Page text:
LAS VEGAS, NEVADA – MARCH 2010: Few contemporary musical minds can claim credit for having helped craft as many ground-breaking works as can the mind of Butch Vig. As producer, he is responsible for both Nirvana’s “Nevermind,” which become one of the greatest rock albums of all time, and Smashing Pumpkins’ “Siamese Dream,” which helped defined the sound of the 1990s. Those two accomplishments are epic enough that no one would have faulted him for proudly resting on his laurels. But instead of resting, Vig helped propel his band Garbage to sales of over fourteen million albums from behind the drum kit, a career change that underscores the native Wisconsinite’s genuine love for making music. Since Garbage’s hiatus, Vig has gone on to produce albums for Jimmy Eat World, The Subways, and Green Day, with Green Day’s “21st Century Breakdown” earning a Grammy for “Best Rock Album.”
He recently worked
with Against Me! and Garbage vocalist Shirley Manson, using a newly-acquired Bock 507 large, elliptical capsule microphone to record stunning vocals, as well as perfectly-balanced electric & acoustic guitars and punchy drum kits.
“I’m spoiled,” laughed Vig. “I have a vintage ELAM 250 and my engineer, Billy Bush, has a Brauner VM1 Klaus Heyne Edition. Both of those mics are absolutely amazing on vocals. I was looking for something equally amazing, but different, and I knew David Bock had a reputation for building sweet sounding mics.” At that time, Vig was beginning work with Against Me! for their April 2010 release “White Crosses.”
Vig used the Bock 507, which employs a patent-pending elliptical capsule to mitigate mechanical resonances, on Against Me! lead singer Tom Gabel, together with a Chandler LTD-1 preamp and a Summit LTA-100A compressor. “Gabel is tremendously dynamic,” said Vig. “The Bock 507 captured his performance with a transparency that made me feel like I was still standing in the room with him. It has a lush bottom and nice definition on top.” Many of the acoustic & electric guitar and drum room sounds on “White Crosses” were also recorded with the Bock 507.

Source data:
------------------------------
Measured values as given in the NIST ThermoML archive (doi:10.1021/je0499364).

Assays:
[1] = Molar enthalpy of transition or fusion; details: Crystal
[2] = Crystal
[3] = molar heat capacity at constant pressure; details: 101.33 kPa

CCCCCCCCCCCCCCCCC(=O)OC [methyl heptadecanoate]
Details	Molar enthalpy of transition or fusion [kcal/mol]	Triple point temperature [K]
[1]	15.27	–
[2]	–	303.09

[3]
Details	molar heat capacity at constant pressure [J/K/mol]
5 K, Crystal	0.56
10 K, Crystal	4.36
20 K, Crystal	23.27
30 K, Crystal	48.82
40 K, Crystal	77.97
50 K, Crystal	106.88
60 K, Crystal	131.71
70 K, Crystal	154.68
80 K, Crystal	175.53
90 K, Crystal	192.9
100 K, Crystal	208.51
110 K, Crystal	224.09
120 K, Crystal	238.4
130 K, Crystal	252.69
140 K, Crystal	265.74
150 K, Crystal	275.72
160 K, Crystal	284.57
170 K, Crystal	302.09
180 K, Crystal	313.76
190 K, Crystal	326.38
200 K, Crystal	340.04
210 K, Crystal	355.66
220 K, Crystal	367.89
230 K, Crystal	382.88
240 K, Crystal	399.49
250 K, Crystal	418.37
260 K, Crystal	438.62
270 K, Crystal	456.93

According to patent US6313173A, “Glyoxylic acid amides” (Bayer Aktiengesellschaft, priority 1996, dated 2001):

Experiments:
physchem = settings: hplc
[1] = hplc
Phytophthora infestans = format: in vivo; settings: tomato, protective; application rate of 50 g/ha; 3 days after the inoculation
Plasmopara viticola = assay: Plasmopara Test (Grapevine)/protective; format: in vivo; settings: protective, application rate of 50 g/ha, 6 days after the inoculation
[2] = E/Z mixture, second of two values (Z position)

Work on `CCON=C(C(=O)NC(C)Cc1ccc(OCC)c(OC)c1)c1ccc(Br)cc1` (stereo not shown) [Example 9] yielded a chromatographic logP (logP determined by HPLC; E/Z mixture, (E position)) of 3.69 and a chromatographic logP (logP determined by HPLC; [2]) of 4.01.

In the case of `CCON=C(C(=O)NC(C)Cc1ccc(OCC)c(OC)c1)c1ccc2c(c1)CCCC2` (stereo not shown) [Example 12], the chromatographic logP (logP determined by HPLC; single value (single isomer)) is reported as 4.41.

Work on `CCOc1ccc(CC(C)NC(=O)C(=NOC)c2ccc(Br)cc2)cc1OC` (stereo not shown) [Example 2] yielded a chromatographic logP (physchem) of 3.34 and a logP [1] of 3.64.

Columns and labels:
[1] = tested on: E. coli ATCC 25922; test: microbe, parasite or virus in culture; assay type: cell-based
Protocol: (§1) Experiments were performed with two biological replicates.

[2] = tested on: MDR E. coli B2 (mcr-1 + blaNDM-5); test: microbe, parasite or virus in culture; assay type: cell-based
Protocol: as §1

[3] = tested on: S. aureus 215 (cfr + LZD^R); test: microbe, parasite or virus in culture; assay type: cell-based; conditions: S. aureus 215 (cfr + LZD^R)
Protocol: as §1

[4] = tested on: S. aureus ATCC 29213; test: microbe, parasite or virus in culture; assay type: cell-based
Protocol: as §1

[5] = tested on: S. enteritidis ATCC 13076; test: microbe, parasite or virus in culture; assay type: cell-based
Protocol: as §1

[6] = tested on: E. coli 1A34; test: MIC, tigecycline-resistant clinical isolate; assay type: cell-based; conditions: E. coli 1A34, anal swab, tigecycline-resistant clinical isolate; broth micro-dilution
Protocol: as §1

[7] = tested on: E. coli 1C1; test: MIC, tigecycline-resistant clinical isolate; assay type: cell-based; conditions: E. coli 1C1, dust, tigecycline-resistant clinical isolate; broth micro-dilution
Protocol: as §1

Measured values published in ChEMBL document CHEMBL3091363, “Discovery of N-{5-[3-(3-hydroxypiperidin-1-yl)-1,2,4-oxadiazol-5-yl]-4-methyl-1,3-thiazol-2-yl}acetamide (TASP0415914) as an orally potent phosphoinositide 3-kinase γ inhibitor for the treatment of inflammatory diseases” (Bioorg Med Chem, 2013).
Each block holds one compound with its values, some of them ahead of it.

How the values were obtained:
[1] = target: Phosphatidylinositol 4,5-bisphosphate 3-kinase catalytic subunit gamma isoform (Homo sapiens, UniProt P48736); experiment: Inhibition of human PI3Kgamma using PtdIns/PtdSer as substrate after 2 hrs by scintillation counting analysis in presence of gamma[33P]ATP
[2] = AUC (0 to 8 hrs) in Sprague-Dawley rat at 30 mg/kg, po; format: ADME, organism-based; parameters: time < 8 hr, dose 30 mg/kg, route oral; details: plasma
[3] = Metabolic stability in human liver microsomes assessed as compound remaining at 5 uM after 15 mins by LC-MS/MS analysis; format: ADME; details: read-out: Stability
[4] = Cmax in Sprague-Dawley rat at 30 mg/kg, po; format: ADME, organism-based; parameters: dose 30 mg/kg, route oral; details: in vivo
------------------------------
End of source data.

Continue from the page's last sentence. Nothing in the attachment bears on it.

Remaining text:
Since Vig and Shirley Manson are both recent transplants to Los Angeles, they’ve been working on new songs for a possible future Garbage release. “Although Shirley’s vocal range and style is completely different from Tom’s, the Bock 507 does a wonderful job with her as well,” said Vig. “It really captures her persona. I can hear all of the breathiness in her voice. I’ve found that I really like mics that work well with vocalists singing in a high register or a low register, or whether they’re singing softly or loudly. The 507 is that kind of mic.”
Of course, no one but the producer and engineer listens to raw tracks; the mix is what matters. Here, Vig claims the Bock 507 excels. Whenever Gabel or Manson really leaned into the mic, its “sweet tube saturation,” in Vig’s works, kicked in. That, combined with the overall honesty of capturing the performance, led to a vocal track that sat happily in the mix with very little need to ride the virtual faders or add any EQ.
“The Bock 507 easily rivals the ELAM and Brauner,” concluded Vig. “Of course, you choose a mic to create a certain vibe within the larger context of a recording, and the ELAM and Brauner are certainly going to remain on the front line. But the Bock has given me another option for a go-to vocal mic. David Bock has made an incredible sounding microphone. The only question now is… should I buy a second one? It did so well on individual instruments that I’d love to hear a piano with a pair of 507s… or a stereo pair for room mics on drums. That would be amazing!”
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